Goss had previously met Burleson when he booked her at a venue on Capitol Hill and later shared a stage with her at last year’s Chesapeake Pride, and he knew Levi by reputation only until the two met while playing at Capital Pride in 2007. Goss had already put together two gay music showcases, the most recent being at Solly’s on U Street in July, and planned Outrock as soon as he found a date that worked for all three musicians. All the artists say it’s important to provide spaces for like-minded musicians to play together.

“Tom is very community minded,” Burleson says. “You make friends with certain musicians from the circuit, you make friends and help each other out.”

Before becoming part of the queer music scene, Goss arrived in D.C. from Kenosha, Wis., in 2004 to enter the Catholic seminary. Goss went into the seminary hoping to “reconcile alienated Catholics” and wound up on “the other side of the spectrum,” leaving the seminary altogether. However, he hasn’t completely abandoned his faith in favor of his music. In fact, his self-described take on “acoustic, pop/rock” still shows signs of his religious education.

“I would lie if I said spirituality didn’t play a strong part in my music,” says Goss. “I do my best to cloud it as much as possible, but I can’t help it. It seems like when I try to write church songs they come out as rock songs and when I try to write rock songs they come out as rock songs with a spiritual bent.”

WHILE NOT RELEASING a new CD, Burleson will be debuting a slew of new music with her backing band, which is made up of bassist Ed Morrissey and drummer Bryan Wyatt. She’s played solo acoustic sets before, but was surprised to hear fans categorize her new music somewhere closer to alt-country.

“It’s definitely a turn from this loud, bang it, bang it stuff we were playing before,” Burleson says. “But I’m really happy, it’s better than the stuff we were playing before.”

Levi might be the highest profile artist playing Outrock, having performed on the main stage at Capital Pride and organized queer music festival Phase Fest at lesbian bar Phase One this past August. She toured nationally in 2007 and says she’s excited to regain her home court advantage at the Iota Club. Far from being burned out, Levi maintains that an abundance of touring actually makes her local shows stronger.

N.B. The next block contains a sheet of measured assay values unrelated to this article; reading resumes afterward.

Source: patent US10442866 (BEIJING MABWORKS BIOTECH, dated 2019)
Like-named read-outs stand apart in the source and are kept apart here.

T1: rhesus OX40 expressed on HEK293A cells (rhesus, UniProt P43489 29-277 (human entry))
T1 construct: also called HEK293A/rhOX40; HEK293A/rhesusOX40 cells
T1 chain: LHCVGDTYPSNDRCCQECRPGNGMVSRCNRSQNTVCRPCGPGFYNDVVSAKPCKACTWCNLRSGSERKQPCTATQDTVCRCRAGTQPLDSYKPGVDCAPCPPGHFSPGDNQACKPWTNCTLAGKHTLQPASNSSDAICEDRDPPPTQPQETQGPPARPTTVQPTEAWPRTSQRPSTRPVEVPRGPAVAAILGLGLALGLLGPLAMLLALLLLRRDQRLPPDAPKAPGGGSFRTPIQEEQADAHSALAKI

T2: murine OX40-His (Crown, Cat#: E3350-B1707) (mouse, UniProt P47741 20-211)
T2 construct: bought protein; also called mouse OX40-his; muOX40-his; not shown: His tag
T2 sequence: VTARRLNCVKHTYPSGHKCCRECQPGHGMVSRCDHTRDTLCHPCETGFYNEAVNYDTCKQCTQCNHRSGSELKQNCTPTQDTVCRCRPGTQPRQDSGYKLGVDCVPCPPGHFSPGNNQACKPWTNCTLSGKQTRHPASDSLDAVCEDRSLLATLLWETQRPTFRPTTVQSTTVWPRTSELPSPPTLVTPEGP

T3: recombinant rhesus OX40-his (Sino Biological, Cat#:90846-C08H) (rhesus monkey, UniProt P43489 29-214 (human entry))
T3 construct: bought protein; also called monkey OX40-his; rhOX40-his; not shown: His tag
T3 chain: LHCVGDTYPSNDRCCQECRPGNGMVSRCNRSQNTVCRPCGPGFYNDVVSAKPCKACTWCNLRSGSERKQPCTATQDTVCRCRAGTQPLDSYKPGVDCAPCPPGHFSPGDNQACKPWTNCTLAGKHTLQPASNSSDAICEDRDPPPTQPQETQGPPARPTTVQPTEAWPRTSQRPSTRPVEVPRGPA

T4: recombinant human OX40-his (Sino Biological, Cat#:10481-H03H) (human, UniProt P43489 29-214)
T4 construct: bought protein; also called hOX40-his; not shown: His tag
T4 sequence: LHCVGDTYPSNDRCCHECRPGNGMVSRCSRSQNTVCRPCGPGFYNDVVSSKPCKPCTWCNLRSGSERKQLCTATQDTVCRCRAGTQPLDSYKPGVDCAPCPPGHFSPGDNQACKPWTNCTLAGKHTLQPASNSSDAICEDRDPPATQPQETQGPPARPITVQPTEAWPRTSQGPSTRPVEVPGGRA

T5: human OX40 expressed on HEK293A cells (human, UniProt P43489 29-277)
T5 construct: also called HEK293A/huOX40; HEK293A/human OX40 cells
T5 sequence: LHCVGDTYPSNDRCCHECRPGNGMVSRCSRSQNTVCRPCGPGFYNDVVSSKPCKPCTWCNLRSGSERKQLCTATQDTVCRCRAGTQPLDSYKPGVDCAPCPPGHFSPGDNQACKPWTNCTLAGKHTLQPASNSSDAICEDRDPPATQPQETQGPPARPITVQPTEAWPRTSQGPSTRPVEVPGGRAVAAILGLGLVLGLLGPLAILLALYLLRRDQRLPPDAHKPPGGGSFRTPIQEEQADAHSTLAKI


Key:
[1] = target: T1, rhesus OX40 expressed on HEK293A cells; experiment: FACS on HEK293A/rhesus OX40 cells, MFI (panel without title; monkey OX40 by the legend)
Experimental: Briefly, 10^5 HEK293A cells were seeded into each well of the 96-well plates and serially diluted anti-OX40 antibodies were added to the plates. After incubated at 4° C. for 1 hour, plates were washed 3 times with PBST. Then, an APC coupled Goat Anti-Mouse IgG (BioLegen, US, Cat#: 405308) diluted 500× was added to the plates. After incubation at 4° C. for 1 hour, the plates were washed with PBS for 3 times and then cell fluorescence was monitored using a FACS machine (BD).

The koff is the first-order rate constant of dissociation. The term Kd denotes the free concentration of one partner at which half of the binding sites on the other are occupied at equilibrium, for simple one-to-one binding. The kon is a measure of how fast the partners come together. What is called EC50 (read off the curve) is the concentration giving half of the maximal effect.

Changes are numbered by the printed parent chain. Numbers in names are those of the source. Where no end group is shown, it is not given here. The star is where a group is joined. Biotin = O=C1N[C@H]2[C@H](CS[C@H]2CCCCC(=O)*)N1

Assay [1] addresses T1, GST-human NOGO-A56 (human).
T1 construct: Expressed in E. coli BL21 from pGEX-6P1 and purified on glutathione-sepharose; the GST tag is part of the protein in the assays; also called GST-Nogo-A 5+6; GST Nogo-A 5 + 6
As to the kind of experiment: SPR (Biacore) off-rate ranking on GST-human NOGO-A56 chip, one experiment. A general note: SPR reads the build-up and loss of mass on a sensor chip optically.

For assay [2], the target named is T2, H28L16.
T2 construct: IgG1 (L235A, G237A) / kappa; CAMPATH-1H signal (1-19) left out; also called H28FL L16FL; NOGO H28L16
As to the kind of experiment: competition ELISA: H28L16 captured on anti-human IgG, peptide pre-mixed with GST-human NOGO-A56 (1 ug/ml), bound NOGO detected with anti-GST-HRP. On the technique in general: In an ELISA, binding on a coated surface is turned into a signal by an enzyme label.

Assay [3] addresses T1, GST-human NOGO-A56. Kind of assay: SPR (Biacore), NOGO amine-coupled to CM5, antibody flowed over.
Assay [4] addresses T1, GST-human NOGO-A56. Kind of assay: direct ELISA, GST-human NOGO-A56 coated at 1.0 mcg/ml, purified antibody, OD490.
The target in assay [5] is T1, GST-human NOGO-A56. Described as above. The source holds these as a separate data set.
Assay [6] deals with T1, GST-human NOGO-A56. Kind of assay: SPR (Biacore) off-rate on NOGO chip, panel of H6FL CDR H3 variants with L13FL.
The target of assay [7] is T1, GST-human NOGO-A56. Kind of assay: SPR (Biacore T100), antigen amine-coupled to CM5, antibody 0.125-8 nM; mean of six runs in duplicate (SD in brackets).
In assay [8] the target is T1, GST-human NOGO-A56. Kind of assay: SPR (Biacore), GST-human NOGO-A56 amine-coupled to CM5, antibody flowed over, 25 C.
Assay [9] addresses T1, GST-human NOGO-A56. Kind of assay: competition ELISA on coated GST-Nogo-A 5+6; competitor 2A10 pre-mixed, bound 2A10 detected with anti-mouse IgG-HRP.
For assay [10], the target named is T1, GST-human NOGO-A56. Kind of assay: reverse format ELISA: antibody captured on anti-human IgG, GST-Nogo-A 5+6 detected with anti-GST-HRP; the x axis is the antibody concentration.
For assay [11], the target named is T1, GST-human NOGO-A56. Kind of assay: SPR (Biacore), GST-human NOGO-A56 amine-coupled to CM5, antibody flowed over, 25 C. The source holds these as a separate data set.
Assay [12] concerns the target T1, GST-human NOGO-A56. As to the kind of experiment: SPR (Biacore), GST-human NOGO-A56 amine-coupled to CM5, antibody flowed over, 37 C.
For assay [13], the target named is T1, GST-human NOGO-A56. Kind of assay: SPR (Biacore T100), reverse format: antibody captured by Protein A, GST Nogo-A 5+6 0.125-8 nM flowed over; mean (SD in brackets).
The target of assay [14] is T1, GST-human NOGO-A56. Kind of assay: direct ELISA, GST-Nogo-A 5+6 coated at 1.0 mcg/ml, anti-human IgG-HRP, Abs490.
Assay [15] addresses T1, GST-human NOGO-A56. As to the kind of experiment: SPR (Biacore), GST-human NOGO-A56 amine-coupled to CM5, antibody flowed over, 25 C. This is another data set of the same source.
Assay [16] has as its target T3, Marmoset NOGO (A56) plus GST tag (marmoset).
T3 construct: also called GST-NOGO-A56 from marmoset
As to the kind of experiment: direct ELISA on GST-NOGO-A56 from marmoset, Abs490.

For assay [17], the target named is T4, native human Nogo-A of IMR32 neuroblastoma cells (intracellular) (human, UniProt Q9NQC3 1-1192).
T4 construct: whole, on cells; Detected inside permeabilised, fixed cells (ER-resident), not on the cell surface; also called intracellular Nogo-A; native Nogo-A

“All that touring is just extra practice and it makes my shows more exciting,” she says. “It means that I’ve been working on all sorts of new things that people here haven’t heard. Plus, people in the audience are my friends, it makes for a more comfortable event for me. I tend to be more goofy with my friends around.”

All three artists have expressed excitement about playing at Iota. Though it’s a bit off the beaten path of established D.C. music venues, Goss feels that the Northern Virginia space ranks alongside the Black Cat, 9:30 club and Falls Church’s Jammin’ Java as one of the top four spaces for live music in the Washington area.

Goss also says that Iota’s management was unsure about the artists’ ability to draw audiences.

“The most frustrating part was convincing them that ‘Hey, I have three gay artists and we’re all working together to do music in D.C. and people care about that,’” he says. “The more I play, the more it’s obvious to me that there’s people out there who are looking for music, whether it’s rock or pop or whatever, written by a gay or lesbian from a perspective of someone who’s gay or lesbian. It’s not that we lead different lives … but we know what it means to be alienated from society, from church, from friends, but because of that we do have different perspectives. “

The involved artists also expect a well-mixed crowd, between both men and women and gay and straight attendees. Though gay men and lesbians provide a built-in fan base for Goss, Levi and Burleson, the musicians say that straight music fans will be able to overcome set notions of sexuality and simply enjoy a show that won’t exclude anyone.

“I’ll play for anybody,” says Burleson. “I’ll play for beer.”

- The Washington Blade

"Profile: Tom Goss"

Exhilarating, exalting and riddled with jubilation, Tom Goss' music inspires feelings of joy and enough gay pride to rival the excitement of your first LGBT festival. With the voice of an angel and the looks of a movie star, Goss has been blazing his way throughout the gay community, playing clubs and coffeehouse alike with the same fever that burns through his songs.